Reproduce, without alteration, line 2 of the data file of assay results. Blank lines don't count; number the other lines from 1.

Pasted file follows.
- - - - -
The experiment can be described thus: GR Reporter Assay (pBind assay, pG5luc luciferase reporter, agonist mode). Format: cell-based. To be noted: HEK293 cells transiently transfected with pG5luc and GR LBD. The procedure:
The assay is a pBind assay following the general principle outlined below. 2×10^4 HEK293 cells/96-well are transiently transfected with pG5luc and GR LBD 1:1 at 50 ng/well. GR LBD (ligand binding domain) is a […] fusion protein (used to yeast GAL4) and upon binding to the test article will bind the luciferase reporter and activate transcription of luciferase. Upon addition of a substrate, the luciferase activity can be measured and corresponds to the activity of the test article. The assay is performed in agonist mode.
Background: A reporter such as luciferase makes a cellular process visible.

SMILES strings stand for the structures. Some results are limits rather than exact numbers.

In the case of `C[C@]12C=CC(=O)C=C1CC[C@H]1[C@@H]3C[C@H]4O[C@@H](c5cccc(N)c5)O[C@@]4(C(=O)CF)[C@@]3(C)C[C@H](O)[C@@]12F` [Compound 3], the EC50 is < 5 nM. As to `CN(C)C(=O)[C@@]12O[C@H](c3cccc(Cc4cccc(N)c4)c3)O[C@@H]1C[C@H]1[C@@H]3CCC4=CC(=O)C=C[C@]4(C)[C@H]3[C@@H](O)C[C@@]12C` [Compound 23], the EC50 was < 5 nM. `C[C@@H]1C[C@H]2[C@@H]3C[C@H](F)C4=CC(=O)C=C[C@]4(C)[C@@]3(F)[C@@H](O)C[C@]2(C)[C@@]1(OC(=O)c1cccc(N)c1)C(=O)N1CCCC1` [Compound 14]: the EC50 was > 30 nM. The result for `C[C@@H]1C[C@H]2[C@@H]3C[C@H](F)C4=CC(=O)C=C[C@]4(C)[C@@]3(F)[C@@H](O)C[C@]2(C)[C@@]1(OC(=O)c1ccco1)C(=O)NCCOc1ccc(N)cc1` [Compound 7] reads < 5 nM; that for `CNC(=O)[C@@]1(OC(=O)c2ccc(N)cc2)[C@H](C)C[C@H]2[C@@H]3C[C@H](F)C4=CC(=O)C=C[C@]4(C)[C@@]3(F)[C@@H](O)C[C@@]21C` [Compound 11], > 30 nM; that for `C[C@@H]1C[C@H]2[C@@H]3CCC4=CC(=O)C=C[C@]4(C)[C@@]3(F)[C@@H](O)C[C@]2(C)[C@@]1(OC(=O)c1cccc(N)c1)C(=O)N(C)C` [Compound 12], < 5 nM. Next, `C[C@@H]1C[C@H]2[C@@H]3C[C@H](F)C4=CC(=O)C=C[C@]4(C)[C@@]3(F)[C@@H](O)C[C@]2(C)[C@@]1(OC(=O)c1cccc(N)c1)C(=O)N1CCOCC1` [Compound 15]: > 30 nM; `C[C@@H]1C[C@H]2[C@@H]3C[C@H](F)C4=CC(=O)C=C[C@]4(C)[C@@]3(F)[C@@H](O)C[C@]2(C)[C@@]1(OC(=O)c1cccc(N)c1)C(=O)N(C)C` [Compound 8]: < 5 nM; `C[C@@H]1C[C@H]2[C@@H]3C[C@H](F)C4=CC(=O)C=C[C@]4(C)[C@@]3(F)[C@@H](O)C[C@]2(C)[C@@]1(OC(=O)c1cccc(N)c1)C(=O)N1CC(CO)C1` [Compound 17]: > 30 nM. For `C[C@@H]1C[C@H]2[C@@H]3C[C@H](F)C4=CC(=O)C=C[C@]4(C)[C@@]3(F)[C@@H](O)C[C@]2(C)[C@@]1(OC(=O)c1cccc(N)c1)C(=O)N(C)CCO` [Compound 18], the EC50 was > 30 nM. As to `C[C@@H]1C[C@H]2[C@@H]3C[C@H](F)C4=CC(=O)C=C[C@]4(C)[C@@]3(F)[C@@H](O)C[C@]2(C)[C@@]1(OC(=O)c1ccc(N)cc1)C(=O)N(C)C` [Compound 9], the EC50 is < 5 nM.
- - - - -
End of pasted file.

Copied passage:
The assay is a pBind assay following the general principle outlined below. 2×10^4 HEK293 cells/96-well are transiently transfected with pG5luc and GR LBD 1:1 at 50 ng/well. GR LBD (ligand binding domain) is a […] fusion protein (used to yeast GAL4) and upon binding to the test article will bind the luciferase reporter and activate transcription of luciferase. Upon addition of a substrate, the luciferase activity can be measured and corresponds to the activity of the test article. The assay is performed in agonist mode.